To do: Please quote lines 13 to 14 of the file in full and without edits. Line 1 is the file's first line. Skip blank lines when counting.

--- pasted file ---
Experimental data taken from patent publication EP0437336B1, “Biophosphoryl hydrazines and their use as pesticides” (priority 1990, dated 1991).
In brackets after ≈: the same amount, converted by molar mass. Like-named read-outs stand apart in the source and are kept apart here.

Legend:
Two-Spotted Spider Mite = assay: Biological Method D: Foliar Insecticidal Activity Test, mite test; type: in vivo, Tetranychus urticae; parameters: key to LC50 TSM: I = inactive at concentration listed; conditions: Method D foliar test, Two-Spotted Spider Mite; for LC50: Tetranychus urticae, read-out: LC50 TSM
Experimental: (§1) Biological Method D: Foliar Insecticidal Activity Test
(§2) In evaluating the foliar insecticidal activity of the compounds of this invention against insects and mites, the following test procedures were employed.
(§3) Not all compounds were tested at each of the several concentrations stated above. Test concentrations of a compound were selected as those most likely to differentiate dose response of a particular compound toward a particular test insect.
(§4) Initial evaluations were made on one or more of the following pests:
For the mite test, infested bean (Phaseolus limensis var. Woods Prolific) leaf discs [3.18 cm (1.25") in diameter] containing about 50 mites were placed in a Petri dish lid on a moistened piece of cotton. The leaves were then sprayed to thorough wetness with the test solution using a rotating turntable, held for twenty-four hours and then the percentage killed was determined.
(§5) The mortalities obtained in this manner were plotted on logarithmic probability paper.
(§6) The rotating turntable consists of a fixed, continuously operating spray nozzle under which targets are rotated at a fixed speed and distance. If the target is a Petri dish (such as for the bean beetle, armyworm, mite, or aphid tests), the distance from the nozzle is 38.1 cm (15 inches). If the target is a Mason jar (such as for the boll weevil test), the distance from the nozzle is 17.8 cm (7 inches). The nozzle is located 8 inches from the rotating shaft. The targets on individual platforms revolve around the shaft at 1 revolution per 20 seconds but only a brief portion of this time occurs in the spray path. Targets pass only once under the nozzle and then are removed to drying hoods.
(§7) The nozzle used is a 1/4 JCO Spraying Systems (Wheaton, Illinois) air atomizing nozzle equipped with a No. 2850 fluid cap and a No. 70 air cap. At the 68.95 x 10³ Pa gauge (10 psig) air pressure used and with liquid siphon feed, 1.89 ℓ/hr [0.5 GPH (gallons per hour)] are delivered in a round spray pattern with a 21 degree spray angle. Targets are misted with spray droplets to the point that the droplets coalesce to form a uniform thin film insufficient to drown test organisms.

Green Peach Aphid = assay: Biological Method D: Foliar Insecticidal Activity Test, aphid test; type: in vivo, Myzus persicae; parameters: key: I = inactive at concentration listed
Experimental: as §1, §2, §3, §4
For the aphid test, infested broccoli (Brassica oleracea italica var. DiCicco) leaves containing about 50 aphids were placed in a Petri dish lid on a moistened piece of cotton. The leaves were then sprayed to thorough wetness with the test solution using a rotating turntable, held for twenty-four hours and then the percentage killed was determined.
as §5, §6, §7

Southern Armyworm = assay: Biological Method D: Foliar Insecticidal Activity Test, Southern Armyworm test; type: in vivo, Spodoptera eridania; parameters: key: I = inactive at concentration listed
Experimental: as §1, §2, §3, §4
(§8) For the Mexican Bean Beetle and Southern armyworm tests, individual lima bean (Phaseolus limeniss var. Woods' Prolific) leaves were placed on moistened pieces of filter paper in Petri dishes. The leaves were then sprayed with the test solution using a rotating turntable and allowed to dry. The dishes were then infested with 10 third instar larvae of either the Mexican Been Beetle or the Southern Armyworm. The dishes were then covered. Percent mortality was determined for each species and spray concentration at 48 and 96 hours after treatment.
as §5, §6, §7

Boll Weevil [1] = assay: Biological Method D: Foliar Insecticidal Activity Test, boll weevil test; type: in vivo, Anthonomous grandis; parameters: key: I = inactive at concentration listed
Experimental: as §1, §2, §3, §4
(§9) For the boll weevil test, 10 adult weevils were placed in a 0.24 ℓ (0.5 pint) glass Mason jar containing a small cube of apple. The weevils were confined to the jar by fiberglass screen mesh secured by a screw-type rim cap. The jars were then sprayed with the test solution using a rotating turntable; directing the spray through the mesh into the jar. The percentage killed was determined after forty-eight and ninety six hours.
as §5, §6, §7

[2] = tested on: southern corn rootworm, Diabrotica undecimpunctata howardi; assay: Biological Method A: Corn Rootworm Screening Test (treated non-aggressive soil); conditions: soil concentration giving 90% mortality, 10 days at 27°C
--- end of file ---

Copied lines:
Green Peach Aphid = assay: Biological Method D: Foliar Insecticidal Activity Test, aphid test; type: in vivo, Myzus persicae; parameters: key: I = inactive at concentration listed
Experimental: as §1, §2, §3, §4